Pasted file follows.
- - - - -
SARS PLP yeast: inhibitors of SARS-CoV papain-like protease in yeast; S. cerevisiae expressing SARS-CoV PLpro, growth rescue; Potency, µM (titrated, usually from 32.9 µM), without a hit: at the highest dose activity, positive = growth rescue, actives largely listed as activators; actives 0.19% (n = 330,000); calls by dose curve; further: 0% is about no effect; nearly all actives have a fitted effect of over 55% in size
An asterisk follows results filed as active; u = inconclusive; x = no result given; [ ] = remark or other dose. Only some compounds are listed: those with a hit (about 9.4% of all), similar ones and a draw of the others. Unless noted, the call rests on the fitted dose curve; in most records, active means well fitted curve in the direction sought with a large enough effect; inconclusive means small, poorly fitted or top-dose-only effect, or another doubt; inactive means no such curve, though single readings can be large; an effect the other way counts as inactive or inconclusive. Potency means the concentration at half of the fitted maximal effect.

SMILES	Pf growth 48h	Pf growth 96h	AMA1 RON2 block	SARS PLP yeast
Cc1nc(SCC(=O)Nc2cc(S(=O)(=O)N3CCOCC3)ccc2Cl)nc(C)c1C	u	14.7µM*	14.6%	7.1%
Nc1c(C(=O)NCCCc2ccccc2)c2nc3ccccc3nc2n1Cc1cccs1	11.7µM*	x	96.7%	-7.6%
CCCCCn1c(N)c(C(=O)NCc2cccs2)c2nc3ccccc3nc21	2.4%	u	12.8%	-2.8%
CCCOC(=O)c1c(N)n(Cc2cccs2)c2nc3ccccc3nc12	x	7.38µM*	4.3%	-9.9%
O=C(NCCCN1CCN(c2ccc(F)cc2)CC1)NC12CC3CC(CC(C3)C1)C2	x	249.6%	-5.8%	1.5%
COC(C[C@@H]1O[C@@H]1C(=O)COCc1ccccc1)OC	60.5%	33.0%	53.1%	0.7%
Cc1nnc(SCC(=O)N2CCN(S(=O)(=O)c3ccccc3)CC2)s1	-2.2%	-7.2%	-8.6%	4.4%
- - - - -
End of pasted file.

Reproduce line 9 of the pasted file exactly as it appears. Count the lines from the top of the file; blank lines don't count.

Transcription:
COC(C[C@@H]1O[C@@H]1C(=O)COCc1ccccc1)OC	60.5%	33.0%	53.1%	0.7%